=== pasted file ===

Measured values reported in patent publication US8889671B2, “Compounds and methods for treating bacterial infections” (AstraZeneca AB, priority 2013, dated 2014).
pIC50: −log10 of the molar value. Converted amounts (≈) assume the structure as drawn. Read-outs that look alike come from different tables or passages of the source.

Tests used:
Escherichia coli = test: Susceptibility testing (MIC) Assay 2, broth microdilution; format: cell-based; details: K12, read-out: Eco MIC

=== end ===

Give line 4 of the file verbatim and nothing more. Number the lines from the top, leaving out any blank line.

Escherichia coli = test: Susceptibility testing (MIC) Assay 2, broth microdilution; format: cell-based; details: K12, read-out: Eco MIC